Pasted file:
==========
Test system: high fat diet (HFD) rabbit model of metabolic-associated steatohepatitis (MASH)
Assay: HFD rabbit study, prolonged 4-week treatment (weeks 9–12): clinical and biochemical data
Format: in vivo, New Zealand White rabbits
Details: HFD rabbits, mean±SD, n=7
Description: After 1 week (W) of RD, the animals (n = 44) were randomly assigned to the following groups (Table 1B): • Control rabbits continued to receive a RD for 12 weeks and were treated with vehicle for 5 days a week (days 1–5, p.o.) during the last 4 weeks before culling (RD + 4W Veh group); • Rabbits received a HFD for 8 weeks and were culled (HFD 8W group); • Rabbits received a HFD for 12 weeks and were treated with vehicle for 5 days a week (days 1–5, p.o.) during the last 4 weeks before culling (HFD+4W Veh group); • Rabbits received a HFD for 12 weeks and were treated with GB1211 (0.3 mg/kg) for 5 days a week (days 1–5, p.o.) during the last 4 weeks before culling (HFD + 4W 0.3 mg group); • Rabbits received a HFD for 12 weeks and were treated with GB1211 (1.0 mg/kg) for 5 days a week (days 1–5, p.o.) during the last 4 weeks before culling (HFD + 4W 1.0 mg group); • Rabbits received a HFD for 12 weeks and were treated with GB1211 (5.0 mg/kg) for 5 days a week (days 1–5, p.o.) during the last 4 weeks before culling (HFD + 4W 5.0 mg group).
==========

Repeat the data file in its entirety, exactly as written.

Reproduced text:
Test system: high fat diet (HFD) rabbit model of metabolic-associated steatohepatitis (MASH)
Assay: HFD rabbit study, prolonged 4-week treatment (weeks 9–12): clinical and biochemical data
Format: in vivo, New Zealand White rabbits
Details: HFD rabbits, mean±SD, n=7
Description: After 1 week (W) of RD, the animals (n = 44) were randomly assigned to the following groups (Table 1B): • Control rabbits continued to receive a RD for 12 weeks and were treated with vehicle for 5 days a week (days 1–5, p.o.) during the last 4 weeks before culling (RD + 4W Veh group); • Rabbits received a HFD for 8 weeks and were culled (HFD 8W group); • Rabbits received a HFD for 12 weeks and were treated with vehicle for 5 days a week (days 1–5, p.o.) during the last 4 weeks before culling (HFD+4W Veh group); • Rabbits received a HFD for 12 weeks and were treated with GB1211 (0.3 mg/kg) for 5 days a week (days 1–5, p.o.) during the last 4 weeks before culling (HFD + 4W 0.3 mg group); • Rabbits received a HFD for 12 weeks and were treated with GB1211 (1.0 mg/kg) for 5 days a week (days 1–5, p.o.) during the last 4 weeks before culling (HFD + 4W 1.0 mg group); • Rabbits received a HFD for 12 weeks and were treated with GB1211 (5.0 mg/kg) for 5 days a week (days 1–5, p.o.) during the last 4 weeks before culling (HFD + 4W 5.0 mg group).